Heat 1 tablespoon olive oil in a medium sauté pan, cook sausage and garlic over medium heat until browned, 5-7 minutes, breaking up into bite-sized pieces. Add pasta, beans, grilled corn, tomatoes and season with salt and pepper.  Gently stir in basil and Parmigiano-Reggiano and serve.  

Italian Vegetable Soup

  • 4 ears corn, husks and silks removed
  • 1 tablespoon olive oil
  • 1 medium onion, chopped
  • 1 garlic clove, minced
  • Coarse salt and ground pepper
  • 1-32 oz container reduced-sodium vegetable or chicken broth
  • 2 large zucchini, halved lengthwise and thinly sliced
  • 1 medium red bell pepper, seeded and diced (about 1 cup)
  • 8 ounces green beans (stem ends removed), cut into fourths
  • 1 can (14.5 ounces) no salt added, diced tomatoes
  • 1/2 cup orzo
  • 1 teaspoon chopped fresh oregano
  • 1 teaspoon chopped fresh thyme
  • 1/4 teaspoon dried crushed red pepper
  • 2 tablespoons freshly grated Parmesan cheese
  • Basil Pesto
  1. Stand ears in a wide bowl. With a sharp knife, carefully slice downward to release kernels. Discard cobs; set kernels aside.
  2. In a Dutch oven or 5-quart pot, heat oil over medium. Add onion; season with salt and pepper. Cook, stirring frequently, until onion is soft, 3 to 5 minutes.
  3. Add broth and 2 cups water; bring to a boil. Add zucchini, green beans, pepper, corn, tomatoes and orzo; cook, uncovered, until orzo is tender, 8 to 11 minutes. Add herbs, crushed red pepper, cheese and salt to taste. Top each serving with a tablespoon of basil pesto.

                                                                                                              

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Farro

One of the seven original grains cited in the Bible, farro was popular for hundreds of years until modern baking techniques left it behind.  Americans are finding it again and realizing that this savory and tasty grain has many modern uses. Italians not only like to use it in breads but also cakes, pizza and soups. Related to wheat but very different, this grain is friendly to the body, a great source of fiber and naturally contains high levels of nutrients, vitamins and protein.

Farro with Artichokes

Makes 6 servings, about 1 cup each

In this dish farro stands in for rice in a risotto-like dish, full of tomatoes, artichokes and fresh basil.

1 1/2 cups farro, rinsed
1 sprig fresh sage
1 sprig fresh rosemary
1 tablespoon extra-virgin olive oil
1/2 cup finely chopped onion
1 teaspoon finely chopped garlic
1-15-ounce can, no sodium added, diced tomatoes, drained well
1 9-ounce box frozen artichoke hearts, thawed and coarsely chopped
1/4 cup torn fresh basil leaves
1/2 teaspoon coarse salt
Freshly ground pepper to taste
Pinch of crushed red pepper
1 1/2-2 cups reduced-sodium chicken broth, vegetable broth or water
1/2 cup grated Pecorino Romano cheese, divided
1 teaspoon freshly grated lemon zest

1. Place farro in a large saucepan and cover with about 2 inches of water. Add sage and rosemary. Bring to a boil; reduce the heat and simmer, uncovered, until the farro is tender but still firm to the bite, 20 to 30 minutes. Remove the herbs and drain.
2. Heat oil in a large saucepan over medium heat. Add onion and cook, stirring, until soft and beginning to brown, 3 to 5 minutes. Add garlic and cook, stirring, for 1 minute. Stir in the farro, tomatoes, artichokes, basil, salt, pepper and crushed red pepper.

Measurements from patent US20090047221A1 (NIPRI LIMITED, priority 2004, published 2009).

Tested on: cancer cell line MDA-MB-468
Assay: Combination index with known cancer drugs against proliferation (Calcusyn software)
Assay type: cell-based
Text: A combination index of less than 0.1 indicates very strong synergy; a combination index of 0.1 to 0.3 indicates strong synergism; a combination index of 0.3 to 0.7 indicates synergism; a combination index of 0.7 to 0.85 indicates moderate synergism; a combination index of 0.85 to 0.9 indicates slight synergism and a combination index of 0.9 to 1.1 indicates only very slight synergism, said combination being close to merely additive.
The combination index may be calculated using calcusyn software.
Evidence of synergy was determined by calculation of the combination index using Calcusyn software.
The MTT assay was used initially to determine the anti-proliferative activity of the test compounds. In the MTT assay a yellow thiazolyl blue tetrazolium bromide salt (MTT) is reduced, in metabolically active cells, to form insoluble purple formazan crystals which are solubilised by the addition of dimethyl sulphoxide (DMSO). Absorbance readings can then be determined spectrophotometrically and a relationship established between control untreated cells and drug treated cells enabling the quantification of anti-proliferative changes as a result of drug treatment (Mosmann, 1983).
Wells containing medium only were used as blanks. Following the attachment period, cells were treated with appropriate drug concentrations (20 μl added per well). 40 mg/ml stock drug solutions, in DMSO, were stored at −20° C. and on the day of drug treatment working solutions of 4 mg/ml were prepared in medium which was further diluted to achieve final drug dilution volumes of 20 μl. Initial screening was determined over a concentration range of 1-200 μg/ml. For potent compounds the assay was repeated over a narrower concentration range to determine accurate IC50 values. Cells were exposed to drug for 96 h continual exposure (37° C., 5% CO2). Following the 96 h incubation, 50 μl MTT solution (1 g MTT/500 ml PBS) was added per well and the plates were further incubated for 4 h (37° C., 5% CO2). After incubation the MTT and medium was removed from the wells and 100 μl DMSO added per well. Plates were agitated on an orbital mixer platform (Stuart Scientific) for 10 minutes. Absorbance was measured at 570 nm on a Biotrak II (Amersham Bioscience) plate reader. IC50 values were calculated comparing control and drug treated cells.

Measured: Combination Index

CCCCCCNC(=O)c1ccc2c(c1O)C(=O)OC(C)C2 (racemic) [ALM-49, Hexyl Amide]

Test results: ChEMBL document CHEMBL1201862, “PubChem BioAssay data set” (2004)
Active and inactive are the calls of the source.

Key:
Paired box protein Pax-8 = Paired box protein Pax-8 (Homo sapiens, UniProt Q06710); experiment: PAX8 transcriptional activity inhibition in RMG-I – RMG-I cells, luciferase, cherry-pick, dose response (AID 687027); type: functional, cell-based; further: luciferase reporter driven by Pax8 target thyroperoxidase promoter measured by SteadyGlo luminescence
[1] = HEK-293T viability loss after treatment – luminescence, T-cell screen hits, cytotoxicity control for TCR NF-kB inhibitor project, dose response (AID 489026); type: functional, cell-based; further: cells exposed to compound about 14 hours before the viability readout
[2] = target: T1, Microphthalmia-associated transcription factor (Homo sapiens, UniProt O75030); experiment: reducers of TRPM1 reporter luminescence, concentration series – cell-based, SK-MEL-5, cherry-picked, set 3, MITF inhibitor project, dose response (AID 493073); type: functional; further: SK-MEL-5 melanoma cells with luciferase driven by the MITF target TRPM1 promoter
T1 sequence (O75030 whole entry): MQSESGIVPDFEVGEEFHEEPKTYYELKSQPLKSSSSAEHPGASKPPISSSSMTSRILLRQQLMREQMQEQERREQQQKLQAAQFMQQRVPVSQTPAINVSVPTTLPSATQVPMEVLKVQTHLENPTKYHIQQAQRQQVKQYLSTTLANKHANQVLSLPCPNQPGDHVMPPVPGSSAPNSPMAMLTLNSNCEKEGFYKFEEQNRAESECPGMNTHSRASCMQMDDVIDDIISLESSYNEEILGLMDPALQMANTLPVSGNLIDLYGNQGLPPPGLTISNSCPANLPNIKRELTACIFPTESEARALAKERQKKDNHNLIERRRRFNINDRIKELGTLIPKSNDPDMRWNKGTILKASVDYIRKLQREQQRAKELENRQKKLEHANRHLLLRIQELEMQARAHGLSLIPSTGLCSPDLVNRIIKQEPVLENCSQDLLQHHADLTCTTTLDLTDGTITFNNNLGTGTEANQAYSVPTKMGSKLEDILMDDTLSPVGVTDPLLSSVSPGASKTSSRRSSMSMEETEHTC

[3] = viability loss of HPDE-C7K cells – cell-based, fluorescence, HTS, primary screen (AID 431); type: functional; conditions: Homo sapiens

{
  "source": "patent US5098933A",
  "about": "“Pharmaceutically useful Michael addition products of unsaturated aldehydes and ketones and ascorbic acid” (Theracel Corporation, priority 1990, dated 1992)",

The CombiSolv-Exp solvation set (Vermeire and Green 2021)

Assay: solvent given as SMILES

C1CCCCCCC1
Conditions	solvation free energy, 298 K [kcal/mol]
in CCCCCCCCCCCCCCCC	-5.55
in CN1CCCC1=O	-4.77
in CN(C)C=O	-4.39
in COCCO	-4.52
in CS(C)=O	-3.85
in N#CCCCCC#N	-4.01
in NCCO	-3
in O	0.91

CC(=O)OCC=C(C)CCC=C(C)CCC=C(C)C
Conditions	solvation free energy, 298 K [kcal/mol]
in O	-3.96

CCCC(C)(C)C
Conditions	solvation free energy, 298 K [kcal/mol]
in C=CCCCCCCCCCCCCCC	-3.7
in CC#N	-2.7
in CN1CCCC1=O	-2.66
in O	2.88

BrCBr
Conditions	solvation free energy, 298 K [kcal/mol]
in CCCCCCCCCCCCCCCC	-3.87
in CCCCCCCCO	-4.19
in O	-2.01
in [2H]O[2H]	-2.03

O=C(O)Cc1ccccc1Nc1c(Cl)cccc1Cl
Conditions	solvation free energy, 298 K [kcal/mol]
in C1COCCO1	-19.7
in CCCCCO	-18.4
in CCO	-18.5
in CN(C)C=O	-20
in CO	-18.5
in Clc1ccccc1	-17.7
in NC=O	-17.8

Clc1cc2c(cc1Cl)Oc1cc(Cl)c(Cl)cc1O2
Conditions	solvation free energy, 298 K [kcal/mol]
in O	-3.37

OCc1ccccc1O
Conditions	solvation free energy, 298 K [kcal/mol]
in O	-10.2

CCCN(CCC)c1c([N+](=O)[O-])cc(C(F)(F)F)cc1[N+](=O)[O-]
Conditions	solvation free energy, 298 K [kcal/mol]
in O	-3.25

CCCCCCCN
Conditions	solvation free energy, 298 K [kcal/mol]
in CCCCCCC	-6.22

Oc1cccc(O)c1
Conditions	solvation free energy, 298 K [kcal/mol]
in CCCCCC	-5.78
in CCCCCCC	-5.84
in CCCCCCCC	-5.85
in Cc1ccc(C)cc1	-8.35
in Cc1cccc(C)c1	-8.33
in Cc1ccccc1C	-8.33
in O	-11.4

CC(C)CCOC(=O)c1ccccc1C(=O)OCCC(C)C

3. Add 1/2 cup broth (or water), bring to a boil over medium heat and cook, stirring, until most of the broth is absorbed. Repeat with the remaining broth (or water), adding it in 1/2-cup increments and stirring until it’s absorbed and the farro is creamy but still has a bit of bite, about 10 minutes total. Stir in 1/4 cup cheese and lemon zest. Serve sprinkled with the remaining 1/4 cup cheese.

 Italy‘s Other National Dish-Polenta                                                                                                                                                                                                                                                                                                       

Polenta, a coarsely or finely ground yellow or white cornmeal, has been called by some the “Italian grits” and there are similarities to the hominy grits that are so popular in the southern United States. The key to the popularity of Polenta is its versatility. It can be served with nearly anything and that is why it has spread to every corner of Italy, where Italians always make use of what is locally grown or raised. Soft polenta is often a replacement for bread during a meal, or instead of the pasta course, served with butter and cheese and possibly shaved truffles. Polenta can also be served as a contorno (side dish) to regional meat dishes such as Osso Bucco, chicken and fish. Polenta in cake form can be layered with Parmigiano-Reggiano cheese and baked.

Italian Style Braised Pork Chops With Polenta

  • 4 boneless loin pork chops (about 1 inch thick) and trimmed of all fat
  • 1/4 cup of flour
  • 1 onion, sliced thin
  • 1 green bell pepper, sliced thin
  • 1/2 cup of sliced white mushrooms
  • 1-15 oz. can of diced tomatoes ( no salt added)
  • 2 cloves crushed garlic
  • 1 teaspoon of dried oregano
  • 2 tablespoons olive oil
  • 1 teaspoon fresh ground black pepper
  • salt and pepper to taste

Directions

Sprinkle chops with salt and pepper. Dredge chops in flour.

 Heat oil in large skillet with cover. Brown chops on both sides. Add onions, sweet peppers, garlic and mushrooms and cook for 10 minutes. Add tomatoes and oregano and cover and let simmer for about an hour until tender.

POLENTA

  • 6 cups of water
  • 2 cups of instant polenta
  • 2 tablespoons of olive oil
  • Salt and fresh ground pepper, to taste
  • 1/2 cup grated Parmesan cheese
Directions
Bring water to a boil and slowly add Polenta. Cook Polenta while whisking constantly for about 10 minutes. Remove from heat and add oil, cheese, salt and pepper. Transfer Polenta to a lightly oiled 9×13-inch dish, smoothing until flat. Chill in refrigerator 30 minutes or until firm. Cut into 3 “ squares, brush with olive oil and grill, pan-fry, or broil until golden brown on the outside and heated through. Place pork chops and sauce over Polenta squares.

Extra squares of Polenta can be frozen for future meals.

Polenta Squares